I’ve long been a proponent of the ability to transfer digital content licenses — not only is it obviously good for us consumers, in mirroring the ways we traditionally manage physical media, but I believe it also benefits rights holders by staving off piracy and building loyalty. While we’ve yet to see many mainstream implementations, Amazon will be following in Barnes & Noble’s Nook e-book footsteps when they unveil Kindle content sharing functionality later this year:
Each book can be lent once for a loan period of 14-days and the lender cannot read the book during the loan period. Additionally, not all e-books will be lendable – this is solely up to the publisher or rights holder, who determines which titles are enabled for lending.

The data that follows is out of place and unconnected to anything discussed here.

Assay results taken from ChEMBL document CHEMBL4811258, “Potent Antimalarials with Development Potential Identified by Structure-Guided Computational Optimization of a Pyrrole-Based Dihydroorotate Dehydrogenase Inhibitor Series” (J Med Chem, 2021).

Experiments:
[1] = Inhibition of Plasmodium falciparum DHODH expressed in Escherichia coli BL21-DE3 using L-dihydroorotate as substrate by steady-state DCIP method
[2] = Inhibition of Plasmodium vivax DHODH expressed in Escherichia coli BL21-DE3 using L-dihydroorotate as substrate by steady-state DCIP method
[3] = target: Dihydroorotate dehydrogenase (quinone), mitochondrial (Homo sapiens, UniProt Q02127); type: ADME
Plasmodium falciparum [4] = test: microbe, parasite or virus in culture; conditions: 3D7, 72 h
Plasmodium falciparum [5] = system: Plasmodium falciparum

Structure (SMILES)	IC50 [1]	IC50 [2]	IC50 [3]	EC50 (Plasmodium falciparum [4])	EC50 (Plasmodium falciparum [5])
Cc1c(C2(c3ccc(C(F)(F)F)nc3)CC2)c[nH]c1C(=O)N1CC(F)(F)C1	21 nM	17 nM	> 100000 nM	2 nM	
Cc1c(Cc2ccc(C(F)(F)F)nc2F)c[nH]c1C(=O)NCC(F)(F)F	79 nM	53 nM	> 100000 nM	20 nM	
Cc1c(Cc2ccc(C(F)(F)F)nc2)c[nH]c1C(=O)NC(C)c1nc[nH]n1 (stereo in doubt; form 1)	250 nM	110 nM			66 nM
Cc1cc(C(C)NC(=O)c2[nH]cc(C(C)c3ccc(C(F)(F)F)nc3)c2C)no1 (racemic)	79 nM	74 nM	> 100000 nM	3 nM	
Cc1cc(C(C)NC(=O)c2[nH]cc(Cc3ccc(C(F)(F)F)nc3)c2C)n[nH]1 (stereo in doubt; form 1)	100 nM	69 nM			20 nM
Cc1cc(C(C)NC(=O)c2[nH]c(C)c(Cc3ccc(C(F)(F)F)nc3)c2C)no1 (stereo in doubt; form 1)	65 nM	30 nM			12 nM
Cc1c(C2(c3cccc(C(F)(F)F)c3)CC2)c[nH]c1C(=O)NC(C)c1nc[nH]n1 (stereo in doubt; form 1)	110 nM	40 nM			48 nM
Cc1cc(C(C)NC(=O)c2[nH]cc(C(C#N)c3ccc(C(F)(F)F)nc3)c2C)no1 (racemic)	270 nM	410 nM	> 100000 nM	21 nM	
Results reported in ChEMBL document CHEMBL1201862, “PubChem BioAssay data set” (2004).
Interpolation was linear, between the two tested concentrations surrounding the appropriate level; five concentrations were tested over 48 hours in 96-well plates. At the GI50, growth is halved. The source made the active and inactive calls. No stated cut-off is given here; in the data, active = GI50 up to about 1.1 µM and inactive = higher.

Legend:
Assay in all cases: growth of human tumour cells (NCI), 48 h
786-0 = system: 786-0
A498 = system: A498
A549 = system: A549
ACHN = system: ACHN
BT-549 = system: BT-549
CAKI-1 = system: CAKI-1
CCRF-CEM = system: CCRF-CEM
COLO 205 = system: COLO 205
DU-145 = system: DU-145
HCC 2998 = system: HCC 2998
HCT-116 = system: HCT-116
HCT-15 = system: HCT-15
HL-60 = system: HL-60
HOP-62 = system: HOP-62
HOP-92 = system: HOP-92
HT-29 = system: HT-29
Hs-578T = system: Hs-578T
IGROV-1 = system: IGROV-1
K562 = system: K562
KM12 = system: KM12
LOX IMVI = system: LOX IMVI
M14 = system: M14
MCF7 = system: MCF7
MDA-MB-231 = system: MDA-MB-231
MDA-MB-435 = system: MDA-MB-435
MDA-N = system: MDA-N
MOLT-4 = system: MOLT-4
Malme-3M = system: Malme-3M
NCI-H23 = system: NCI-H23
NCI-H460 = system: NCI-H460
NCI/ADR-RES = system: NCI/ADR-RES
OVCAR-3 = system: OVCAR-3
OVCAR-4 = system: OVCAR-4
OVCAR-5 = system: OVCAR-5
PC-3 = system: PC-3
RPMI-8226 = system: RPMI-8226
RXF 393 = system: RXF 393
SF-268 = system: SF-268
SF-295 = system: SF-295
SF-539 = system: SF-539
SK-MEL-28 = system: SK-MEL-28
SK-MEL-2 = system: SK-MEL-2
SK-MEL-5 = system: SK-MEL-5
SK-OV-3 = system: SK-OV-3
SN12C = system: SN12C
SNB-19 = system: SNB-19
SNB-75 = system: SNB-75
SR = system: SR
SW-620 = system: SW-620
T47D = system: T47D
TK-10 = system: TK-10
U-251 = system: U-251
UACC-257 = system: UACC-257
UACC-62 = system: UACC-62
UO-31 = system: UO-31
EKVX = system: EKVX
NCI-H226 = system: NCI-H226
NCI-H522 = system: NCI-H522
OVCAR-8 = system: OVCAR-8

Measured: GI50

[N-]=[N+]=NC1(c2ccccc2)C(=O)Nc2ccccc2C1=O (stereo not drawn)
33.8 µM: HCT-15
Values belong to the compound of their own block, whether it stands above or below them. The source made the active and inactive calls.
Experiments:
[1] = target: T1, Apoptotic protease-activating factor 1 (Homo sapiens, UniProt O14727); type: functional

The terms are somewhat restrictive, but it’s a reasonable start. Assuming the publishers play along… I have my doubts after some decided $9.99 isn’t a fair price for content that requires no shelf space and costs effectively pennies to duplicate and distribute. On a personal note, I’ve sidestepped the issue of digital lending by purchasing a Kindle 3 for Mom… who will keep my virtual bookshelf fully stocked.